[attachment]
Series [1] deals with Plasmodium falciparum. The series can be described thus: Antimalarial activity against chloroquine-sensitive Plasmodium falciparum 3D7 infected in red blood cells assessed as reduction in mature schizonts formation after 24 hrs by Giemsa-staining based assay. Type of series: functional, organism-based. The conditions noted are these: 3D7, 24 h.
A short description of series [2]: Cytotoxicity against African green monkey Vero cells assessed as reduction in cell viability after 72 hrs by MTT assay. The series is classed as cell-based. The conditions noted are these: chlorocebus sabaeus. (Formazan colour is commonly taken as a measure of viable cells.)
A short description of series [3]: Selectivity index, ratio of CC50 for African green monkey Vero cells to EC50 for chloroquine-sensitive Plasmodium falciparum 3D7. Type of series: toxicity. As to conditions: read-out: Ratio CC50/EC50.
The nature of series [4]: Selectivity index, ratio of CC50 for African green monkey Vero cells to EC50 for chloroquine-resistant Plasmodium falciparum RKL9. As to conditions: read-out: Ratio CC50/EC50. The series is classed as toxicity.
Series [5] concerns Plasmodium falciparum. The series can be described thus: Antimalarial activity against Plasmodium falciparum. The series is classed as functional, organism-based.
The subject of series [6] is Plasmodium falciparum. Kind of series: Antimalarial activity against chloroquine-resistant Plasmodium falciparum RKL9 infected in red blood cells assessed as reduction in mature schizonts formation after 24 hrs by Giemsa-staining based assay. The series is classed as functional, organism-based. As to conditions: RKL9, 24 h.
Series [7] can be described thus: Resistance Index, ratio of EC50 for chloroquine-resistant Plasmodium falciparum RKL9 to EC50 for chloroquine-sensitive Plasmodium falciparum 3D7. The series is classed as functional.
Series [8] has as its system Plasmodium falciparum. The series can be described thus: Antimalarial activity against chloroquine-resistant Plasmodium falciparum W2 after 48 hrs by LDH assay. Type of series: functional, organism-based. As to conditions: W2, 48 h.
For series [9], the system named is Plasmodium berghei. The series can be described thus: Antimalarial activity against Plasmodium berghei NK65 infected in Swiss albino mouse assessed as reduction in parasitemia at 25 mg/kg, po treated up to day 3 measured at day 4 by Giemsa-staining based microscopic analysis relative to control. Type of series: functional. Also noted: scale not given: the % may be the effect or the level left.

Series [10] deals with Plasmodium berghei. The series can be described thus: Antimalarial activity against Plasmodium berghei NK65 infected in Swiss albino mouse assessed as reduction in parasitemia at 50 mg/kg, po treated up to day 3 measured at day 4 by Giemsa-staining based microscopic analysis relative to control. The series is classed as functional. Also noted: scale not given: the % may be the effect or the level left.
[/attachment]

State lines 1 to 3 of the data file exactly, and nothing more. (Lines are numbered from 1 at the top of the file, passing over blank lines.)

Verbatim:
Series [1] deals with Plasmodium falciparum. The series can be described thus: Antimalarial activity against chloroquine-sensitive Plasmodium falciparum 3D7 infected in red blood cells assessed as reduction in mature schizonts formation after 24 hrs by Giemsa-staining based assay. Type of series: functional, organism-based. The conditions noted are these: 3D7, 24 h.
A short description of series [2]: Cytotoxicity against African green monkey Vero cells assessed as reduction in cell viability after 72 hrs by MTT assay. The series is classed as cell-based. The conditions noted are these: chlorocebus sabaeus. (Formazan colour is commonly taken as a measure of viable cells.)
A short description of series [3]: Selectivity index, ratio of CC50 for African green monkey Vero cells to EC50 for chloroquine-sensitive Plasmodium falciparum 3D7. Type of series: toxicity. As to conditions: read-out: Ratio CC50/EC50.